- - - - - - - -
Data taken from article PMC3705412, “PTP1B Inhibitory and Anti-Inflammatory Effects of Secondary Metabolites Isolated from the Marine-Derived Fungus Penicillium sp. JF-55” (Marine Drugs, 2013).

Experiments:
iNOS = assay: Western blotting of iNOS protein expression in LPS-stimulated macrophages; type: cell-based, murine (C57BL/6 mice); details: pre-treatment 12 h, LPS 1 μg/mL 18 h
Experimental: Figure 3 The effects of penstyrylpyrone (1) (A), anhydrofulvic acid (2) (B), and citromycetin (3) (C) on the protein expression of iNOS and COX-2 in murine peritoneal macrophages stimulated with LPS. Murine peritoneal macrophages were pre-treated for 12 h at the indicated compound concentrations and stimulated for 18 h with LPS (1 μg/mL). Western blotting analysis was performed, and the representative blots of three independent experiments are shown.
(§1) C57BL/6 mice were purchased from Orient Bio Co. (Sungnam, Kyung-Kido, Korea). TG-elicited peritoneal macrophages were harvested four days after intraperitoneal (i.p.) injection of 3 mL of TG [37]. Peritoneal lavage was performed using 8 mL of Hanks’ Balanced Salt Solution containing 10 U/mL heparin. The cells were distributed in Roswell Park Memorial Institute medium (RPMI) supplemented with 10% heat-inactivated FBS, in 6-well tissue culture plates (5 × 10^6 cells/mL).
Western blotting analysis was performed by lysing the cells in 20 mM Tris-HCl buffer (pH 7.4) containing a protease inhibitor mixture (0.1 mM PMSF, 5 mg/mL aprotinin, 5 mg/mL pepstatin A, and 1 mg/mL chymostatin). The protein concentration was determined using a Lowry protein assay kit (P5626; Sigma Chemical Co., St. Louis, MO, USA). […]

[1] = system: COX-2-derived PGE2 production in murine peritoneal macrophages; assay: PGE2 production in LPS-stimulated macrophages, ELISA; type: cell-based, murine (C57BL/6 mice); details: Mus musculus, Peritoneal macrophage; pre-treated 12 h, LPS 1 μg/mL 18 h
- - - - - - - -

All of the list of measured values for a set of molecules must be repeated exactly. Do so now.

Data taken from article PMC3705412, “PTP1B Inhibitory and Anti-Inflammatory Effects of Secondary Metabolites Isolated from the Marine-Derived Fungus Penicillium sp. JF-55” (Marine Drugs, 2013).

Experiments:
iNOS = assay: Western blotting of iNOS protein expression in LPS-stimulated macrophages; type: cell-based, murine (C57BL/6 mice); details: pre-treatment 12 h, LPS 1 μg/mL 18 h
Experimental: Figure 3 The effects of penstyrylpyrone (1) (A), anhydrofulvic acid (2) (B), and citromycetin (3) (C) on the protein expression of iNOS and COX-2 in murine peritoneal macrophages stimulated with LPS. Murine peritoneal macrophages were pre-treated for 12 h at the indicated compound concentrations and stimulated for 18 h with LPS (1 μg/mL). Western blotting analysis was performed, and the representative blots of three independent experiments are shown.
(§1) C57BL/6 mice were purchased from Orient Bio Co. (Sungnam, Kyung-Kido, Korea). TG-elicited peritoneal macrophages were harvested four days after intraperitoneal (i.p.) injection of 3 mL of TG [37]. Peritoneal lavage was performed using 8 mL of Hanks’ Balanced Salt Solution containing 10 U/mL heparin. The cells were distributed in Roswell Park Memorial Institute medium (RPMI) supplemented with 10% heat-inactivated FBS, in 6-well tissue culture plates (5 × 10^6 cells/mL).
Western blotting analysis was performed by lysing the cells in 20 mM Tris-HCl buffer (pH 7.4) containing a protease inhibitor mixture (0.1 mM PMSF, 5 mg/mL aprotinin, 5 mg/mL pepstatin A, and 1 mg/mL chymostatin). The protein concentration was determined using a Lowry protein assay kit (P5626; Sigma Chemical Co., St. Louis, MO, USA). […]

[1] = system: COX-2-derived PGE2 production in murine peritoneal macrophages; assay: PGE2 production in LPS-stimulated macrophages, ELISA; type: cell-based, murine (C57BL/6 mice); details: Mus musculus, Peritoneal macrophage; pre-treated 12 h, LPS 1 μg/mL 18 h